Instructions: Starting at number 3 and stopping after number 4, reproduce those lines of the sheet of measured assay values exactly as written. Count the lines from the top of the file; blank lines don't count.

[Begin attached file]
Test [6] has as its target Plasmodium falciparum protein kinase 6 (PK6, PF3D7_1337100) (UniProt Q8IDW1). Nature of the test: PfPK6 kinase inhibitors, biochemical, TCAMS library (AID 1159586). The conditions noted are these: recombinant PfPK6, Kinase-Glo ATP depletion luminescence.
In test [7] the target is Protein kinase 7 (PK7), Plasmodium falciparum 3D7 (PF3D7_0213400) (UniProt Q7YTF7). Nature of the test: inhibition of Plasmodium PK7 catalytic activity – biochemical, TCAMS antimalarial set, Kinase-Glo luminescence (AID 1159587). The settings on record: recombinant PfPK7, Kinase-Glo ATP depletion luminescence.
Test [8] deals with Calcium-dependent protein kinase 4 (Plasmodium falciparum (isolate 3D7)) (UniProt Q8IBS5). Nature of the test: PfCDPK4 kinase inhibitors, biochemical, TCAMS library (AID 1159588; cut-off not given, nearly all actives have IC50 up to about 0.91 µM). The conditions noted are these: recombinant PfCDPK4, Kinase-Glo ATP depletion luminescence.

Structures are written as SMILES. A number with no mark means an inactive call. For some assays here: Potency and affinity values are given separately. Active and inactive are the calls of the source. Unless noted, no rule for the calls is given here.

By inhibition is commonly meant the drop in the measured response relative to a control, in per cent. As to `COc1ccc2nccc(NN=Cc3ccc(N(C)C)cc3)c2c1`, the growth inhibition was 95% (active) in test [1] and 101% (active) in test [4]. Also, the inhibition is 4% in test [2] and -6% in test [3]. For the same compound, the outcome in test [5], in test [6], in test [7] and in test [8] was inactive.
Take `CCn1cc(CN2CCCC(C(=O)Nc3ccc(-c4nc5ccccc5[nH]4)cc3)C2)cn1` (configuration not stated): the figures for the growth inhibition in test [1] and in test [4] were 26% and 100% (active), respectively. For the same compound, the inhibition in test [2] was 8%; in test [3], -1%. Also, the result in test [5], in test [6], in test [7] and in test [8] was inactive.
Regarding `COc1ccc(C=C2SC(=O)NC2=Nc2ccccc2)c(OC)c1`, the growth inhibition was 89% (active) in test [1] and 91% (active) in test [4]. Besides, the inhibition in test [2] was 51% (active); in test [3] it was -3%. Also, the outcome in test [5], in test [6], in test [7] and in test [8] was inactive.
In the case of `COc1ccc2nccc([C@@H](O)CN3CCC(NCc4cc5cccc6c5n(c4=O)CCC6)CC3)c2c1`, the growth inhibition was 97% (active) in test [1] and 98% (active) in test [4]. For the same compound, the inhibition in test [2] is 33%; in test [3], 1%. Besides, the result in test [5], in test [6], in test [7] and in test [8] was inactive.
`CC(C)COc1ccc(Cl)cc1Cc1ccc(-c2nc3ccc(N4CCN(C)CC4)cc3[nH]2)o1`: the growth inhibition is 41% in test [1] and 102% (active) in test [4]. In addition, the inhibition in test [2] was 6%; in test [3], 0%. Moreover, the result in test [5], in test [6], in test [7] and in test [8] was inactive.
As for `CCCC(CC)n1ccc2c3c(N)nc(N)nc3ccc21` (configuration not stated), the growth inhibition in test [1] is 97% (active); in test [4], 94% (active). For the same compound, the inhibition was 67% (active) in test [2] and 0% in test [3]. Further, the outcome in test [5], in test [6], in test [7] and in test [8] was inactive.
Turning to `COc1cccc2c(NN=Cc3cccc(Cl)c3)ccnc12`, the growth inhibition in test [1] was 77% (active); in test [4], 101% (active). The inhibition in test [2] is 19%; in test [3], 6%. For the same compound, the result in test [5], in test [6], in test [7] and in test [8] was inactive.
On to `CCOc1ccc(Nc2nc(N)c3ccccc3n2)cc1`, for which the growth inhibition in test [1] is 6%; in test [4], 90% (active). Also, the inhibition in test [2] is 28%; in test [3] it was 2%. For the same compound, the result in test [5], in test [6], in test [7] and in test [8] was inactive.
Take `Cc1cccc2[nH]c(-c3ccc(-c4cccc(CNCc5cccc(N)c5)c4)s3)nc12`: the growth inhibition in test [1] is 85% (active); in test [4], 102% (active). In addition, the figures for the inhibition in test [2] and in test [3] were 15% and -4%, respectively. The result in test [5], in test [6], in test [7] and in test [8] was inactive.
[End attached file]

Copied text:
Test [8] deals with Calcium-dependent protein kinase 4 (Plasmodium falciparum (isolate 3D7)) (UniProt Q8IBS5). Nature of the test: PfCDPK4 kinase inhibitors, biochemical, TCAMS library (AID 1159588; cut-off not given, nearly all actives have IC50 up to about 0.91 µM). The conditions noted are these: recombinant PfCDPK4, Kinase-Glo ATP depletion luminescence.

Structures are written as SMILES. A number with no mark means an inactive call. For some assays here: Potency and affinity values are given separately. Active and inactive are the calls of the source. Unless noted, no rule for the calls is given here.